Everyone knows that an anime is always defined by its first opening. The first opening can make or break an anime. Yui’s Again captures the entire series in a song almost perfectly. Bitter and remorseful lyrics, yet still hopeful. The other openings and endings are also memorable and suit the series well. The series is tied up nicely with a last verse and chorus from the second opening –  Hologram by NICO Touches the Wall, and it will make your lips tremble and maybe a single tear will roll down your cheek, but you won’t cry because who cries over an anime, right?

The score and soundtrack are composed and arranged by Senju Akira, and performed by the Warsaw Philharmonic Choir and Orchestra. The score has a sizeable amount of themes, and several variants of the same underlying score, so you’ll probably never get bored of the music. The score can go from upbeat and happy, to tense and fear-inducing, to melancholic, to adrenaline-pumping. It almost feels like Senju studied the manga intently and arranged an appropriate score for every single scene.



In my opinion, Bones Studio does a good job of bringing Arakawa’s story to life. The art style is more similar to that of the manga, more so than the 2003 series is. The animation stays consistent throughout the series, and you can tell that so much love and care has been put into each and every single episode. To Bones Studio, I say, “Good job.”


Voice acting

I make it a rule to always watch the original Japanese dubbing over the English dubbed. I have a tonne of reasons why I prefer the original Japanese dub, but I’ll spare you the boredom and elitism and just go straight to the voice acting. A special mention has to go to Utsumi Kenji, who voices Major Alex Louis Armstrong. Utsumi probably has the most comical role in the series and he executes it perfectly. Most memorable voices probably have to go to Romi Park, who voices Edward, and Nakamura Yuichi, who voices Greed. You’ll probably recognize Park’s voice as Temari from Naruto, Hange Zoe from Attack on Titan, and Kiryuin Ragyo from Kill la Kill. Park does a great job of playing the role of an intelligent, aggressive and somewhat bratty teenage boy even though she’s a woman (gasp). She’s one of my favorite seiyuu to date. I’ve found that Nakamura has two voices he tends to go towards. There’s that generic male anime voice that’s nice and easy to listen to (which is a bit hard to attribute to him, as there are probably hundreds of other voice actors with a similar voice), and a unique voice which you can easily identify him by. You’ll probably recognize him as the voice of Gray Fullbuster from Fairy Tail, Ichinose Guren from Seraph of the End, Yomo Renji from Tokyo Ghoul and Nozaki Umetaro from Gekkan Shojou Nozaki-kun. But you probably won’t recognize him as Shinomiya Kojiro from Food Wars or Mumen Rider from One-Punch Man. Nakamura uses his identifiable voice to play Greed, which is perfect for the incredibly aggressive and arrogant character.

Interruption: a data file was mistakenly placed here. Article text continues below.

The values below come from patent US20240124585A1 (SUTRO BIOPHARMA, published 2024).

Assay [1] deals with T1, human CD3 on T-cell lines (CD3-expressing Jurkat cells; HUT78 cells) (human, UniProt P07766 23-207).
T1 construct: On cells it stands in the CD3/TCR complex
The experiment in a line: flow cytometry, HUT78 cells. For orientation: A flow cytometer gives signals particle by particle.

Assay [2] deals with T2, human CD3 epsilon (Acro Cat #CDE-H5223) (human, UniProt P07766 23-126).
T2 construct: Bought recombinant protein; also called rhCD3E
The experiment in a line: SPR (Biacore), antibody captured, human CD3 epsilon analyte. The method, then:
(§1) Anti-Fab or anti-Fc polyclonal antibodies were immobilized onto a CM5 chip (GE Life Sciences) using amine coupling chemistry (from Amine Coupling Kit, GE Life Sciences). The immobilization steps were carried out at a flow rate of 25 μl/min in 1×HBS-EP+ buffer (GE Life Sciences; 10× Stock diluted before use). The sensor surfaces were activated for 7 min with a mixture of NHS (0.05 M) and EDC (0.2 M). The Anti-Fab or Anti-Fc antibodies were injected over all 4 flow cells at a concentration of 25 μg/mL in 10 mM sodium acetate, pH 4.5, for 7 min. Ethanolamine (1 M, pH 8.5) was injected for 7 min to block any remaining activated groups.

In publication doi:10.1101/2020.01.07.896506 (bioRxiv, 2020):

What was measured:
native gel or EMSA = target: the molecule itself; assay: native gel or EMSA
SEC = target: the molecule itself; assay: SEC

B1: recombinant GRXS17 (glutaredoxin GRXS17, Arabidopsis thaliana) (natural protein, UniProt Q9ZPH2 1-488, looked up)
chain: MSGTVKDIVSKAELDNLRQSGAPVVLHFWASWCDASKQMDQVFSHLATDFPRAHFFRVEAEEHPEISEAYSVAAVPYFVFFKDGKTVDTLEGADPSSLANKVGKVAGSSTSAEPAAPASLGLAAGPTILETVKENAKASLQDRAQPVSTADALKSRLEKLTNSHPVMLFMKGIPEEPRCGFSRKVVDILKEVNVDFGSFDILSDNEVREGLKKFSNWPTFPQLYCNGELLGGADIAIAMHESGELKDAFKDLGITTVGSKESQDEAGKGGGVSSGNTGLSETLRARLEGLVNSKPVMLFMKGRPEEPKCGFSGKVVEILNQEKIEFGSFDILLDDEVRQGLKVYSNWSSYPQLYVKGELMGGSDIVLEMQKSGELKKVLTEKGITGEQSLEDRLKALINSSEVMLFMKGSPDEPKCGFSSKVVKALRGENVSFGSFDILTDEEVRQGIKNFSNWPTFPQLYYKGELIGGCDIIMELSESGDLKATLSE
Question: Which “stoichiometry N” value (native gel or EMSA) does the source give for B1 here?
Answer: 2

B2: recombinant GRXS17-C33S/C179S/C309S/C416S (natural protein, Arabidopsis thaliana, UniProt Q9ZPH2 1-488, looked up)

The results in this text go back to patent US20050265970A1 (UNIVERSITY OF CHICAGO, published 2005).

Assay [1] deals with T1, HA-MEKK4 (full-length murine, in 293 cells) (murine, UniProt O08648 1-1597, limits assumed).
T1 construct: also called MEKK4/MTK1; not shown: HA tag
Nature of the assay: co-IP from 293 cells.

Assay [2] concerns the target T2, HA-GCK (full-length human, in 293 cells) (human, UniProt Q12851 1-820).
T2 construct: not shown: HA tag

Final thoughts

I may be a bit biased to love Brotherhood as it has somewhat contributed to some of the success in my academic life. All the study I did for IGCSE Japanese was watch the series (I got an A) and I wrote a Theology essay on the series last year (which got an A+). But I’m not exaggerating when I say that Fullmetal Alchemist: Brotherhood is one of the best anime ever. There are a lot of people who would agree and IMDb certainly does – it’s got 9.1 stars out of 10. If you’re looking for an anime with a lot of depth and a bit more substance, then Brotherhood is right for you. It’s also a good starting anime if you’ve never seen any, but I’ll warn you now – it’ll ruin you for all anime series, probably for forever.